In the recent period, Mr. Orbán and his circle have worked to shut down every independent entity, regardless of its kind. After the neutralization and corruption of the media followed the liquidation and impoverishment of cultural institutions, and their reorganization in response to the Jobbik lobby; the destruction of the objective systems of applications and funding, and the onslaught on non-governmental (‘civil’) organizations. The autonomy of institutions of higher education is next.
These last two also have an ideological function: in Orbán’s (far right) propaganda, NGOs and the Central European University, through the symbolic name ‘Soros,’ embody ‘the stranger’. The official far right propaganda does not state that the division of powers, constitutional control, a plural public, accountability, and the right of law are wrong: but rather that, in some vague way, they are not Hungarian. They do not say out loud (or it happens rarely) that the freedom of scientific research, education, philosophy, literature, art, and political judgement are harmful: but rather simply that they are abused by gender ideologists, feminists, gay lovers, and migrant huggers of the cosmopolitan Jewish-liberal opposition, who, ethnically and sexually, desire to weaken the backbone of the nation. The opposition is simultaneously perverse and abstract: its symbolic icon, as always, for the last 200 years, the ‘international Jew’ (who of course does not necessarily need to be of Jewish descent, although it doesn’t hurt if they are).
Mr. Orbán’s strategy is frightfully simple. If someone were to say to him: ‘Mr. Prime Minister, your idea is mistaken’, he would answer: ‘you are not Hungarian’. The so called opposition is falling victim to this logic when they cry ‘ thief, thief’ day and night, which does not count as an argument.
The CEU is an incredibly important Hungarian and East Central European institution-and the conservative academic and university sphere, awakened to its own interests (a bit too late), protests because its members see that the barbarian ransack of Hungarian scientific and cultural production (and that of the entire region) is next- but ‘the Soros Affair’ is in fact the occasion to wreck the very last little element of the system of freedoms in Hungary. That is why there has been (and will be) a big fuss, because everybody knows that this is already not simply an internal affair of the Hungarian (and Eastern European) intellectuals; what the wider public realized only vaguely and resignedly until now, along with the intellectuals themselves (who would rather flee than be censored), is that the destruction of the Intellectuals actually marks the end of the civilized Hungarian state. In this it becomes irrelevant what big mistakes the liberals, suddenly caught in the crosshairs, have made; or their complicity in how far our country and all of Eastern Europe have sunk into its peripheral-marginal situation.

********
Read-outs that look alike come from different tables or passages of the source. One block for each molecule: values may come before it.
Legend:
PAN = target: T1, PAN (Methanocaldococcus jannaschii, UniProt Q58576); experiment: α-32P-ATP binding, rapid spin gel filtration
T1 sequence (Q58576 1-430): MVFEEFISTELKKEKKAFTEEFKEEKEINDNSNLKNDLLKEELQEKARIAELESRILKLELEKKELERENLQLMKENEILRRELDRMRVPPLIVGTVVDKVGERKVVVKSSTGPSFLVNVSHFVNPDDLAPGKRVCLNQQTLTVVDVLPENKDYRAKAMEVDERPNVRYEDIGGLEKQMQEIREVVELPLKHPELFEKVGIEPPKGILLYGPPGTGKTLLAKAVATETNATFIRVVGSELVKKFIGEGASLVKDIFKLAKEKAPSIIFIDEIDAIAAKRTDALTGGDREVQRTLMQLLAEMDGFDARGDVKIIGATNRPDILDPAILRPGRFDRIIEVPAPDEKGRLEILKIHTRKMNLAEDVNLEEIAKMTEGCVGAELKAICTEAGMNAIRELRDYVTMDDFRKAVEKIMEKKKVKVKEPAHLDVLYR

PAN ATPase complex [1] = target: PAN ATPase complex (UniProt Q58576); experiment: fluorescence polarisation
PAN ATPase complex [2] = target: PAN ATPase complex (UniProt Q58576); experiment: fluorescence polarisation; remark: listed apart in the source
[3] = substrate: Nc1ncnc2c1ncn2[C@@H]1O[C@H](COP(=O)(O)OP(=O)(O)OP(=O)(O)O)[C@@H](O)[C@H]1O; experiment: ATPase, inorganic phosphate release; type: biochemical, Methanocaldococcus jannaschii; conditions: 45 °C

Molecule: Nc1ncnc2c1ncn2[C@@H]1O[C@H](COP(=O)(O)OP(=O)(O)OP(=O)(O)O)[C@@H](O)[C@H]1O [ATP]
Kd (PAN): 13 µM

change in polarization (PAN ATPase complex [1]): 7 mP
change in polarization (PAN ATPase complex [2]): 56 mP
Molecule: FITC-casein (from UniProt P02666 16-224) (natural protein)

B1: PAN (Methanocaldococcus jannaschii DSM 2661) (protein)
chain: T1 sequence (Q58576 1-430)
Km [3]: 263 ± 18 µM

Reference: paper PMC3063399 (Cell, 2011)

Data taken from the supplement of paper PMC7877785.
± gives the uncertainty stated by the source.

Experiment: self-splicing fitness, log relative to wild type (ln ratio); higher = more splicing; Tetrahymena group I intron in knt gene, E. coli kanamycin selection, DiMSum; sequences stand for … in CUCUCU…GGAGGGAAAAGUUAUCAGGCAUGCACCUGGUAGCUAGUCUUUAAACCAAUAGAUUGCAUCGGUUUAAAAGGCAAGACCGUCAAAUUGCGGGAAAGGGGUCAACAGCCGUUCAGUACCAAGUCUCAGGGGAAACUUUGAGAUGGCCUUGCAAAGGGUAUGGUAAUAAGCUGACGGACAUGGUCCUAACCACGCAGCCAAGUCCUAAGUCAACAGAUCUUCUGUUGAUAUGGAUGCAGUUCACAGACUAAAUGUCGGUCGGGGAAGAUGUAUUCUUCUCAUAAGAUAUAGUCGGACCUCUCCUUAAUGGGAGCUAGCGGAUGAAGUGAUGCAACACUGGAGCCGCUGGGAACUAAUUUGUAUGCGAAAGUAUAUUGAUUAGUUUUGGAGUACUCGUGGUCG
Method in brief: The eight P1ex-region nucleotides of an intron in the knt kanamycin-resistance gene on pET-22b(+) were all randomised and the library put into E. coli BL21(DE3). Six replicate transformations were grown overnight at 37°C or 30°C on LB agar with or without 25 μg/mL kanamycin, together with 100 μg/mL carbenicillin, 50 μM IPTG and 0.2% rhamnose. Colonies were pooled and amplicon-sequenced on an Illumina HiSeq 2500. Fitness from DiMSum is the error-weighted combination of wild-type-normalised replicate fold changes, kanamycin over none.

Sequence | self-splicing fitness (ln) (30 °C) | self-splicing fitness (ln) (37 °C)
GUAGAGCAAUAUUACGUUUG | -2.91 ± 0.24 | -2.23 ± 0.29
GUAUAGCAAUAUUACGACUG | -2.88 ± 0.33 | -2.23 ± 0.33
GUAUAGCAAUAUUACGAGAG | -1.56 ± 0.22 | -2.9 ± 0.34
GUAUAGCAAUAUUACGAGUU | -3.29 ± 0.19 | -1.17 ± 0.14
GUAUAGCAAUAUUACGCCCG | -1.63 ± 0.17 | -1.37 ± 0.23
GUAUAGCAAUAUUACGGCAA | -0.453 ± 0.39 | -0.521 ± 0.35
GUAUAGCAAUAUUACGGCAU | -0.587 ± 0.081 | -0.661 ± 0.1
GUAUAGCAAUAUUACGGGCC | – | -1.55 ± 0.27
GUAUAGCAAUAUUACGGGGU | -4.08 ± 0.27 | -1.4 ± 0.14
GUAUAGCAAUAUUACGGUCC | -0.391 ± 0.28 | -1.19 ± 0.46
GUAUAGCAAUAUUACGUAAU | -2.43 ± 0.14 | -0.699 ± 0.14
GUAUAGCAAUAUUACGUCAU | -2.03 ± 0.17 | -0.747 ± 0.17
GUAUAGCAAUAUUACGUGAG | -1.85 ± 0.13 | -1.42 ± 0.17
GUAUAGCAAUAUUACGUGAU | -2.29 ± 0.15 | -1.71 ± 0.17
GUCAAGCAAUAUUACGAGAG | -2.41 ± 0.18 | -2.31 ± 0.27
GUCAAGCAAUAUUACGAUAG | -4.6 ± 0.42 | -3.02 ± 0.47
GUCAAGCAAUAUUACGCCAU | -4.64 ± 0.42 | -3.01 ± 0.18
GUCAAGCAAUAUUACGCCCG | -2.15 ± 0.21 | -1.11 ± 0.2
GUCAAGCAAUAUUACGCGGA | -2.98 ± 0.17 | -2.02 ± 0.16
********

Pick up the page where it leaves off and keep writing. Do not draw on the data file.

‘He still wouldn’t dare to do this.’
‘The Hungarian people will not allow it to go this far.’
No one would dare to utter these two statements now, after all this trickery. With the exception of physical violence, ‘they’ would dare to do anything that is anything. Indeed the initiative pursued by lawmakers with regard to CEU shows that Prime Minister Viktor Orbán still wants to close the university knowing that the EU, whatever it may say, will not do anything. And the Trump regime seems impotent in the international sphere and on top of that sympathizes with Mr. Orbán; it surely does not favor an allegiance with George Soros who is part of the domestic opposition. This is why the regime feels it must hurry. Indeed, the devil does not sleep.
The question only remains as to whether the Hungarians of Hungary and the Danube basin can see through this smokescreen: can finally notice that this rhetoric, stamping every oppositional opinion as ethnically and sexually foreign, actually leads to their own violation and victimization. This conflict and those that follow are going to be decided on the streets, because there is nothing else left. The global disgust at the actions of the Orbán government-blending with the colors of an envious wonder in Eastern Europe- is just proof, for the agitprop of the far right, that outsiders hate “us”. In Hungarian politics, as has been shown time and time again, external condemnation of internal politics does not count, or is frankly counterproductive. The democratic nature of public opinion will also not allow the opposition to come from ‘above’ or ‘outside’, nor, for that matter, will it allow itself to be led from there.
The task of opposition is incumbent on Hungarians, particularly the youth and the students. There is no vindicator above them. As that song goes, neither God nor the King will help. Of this we can be sure.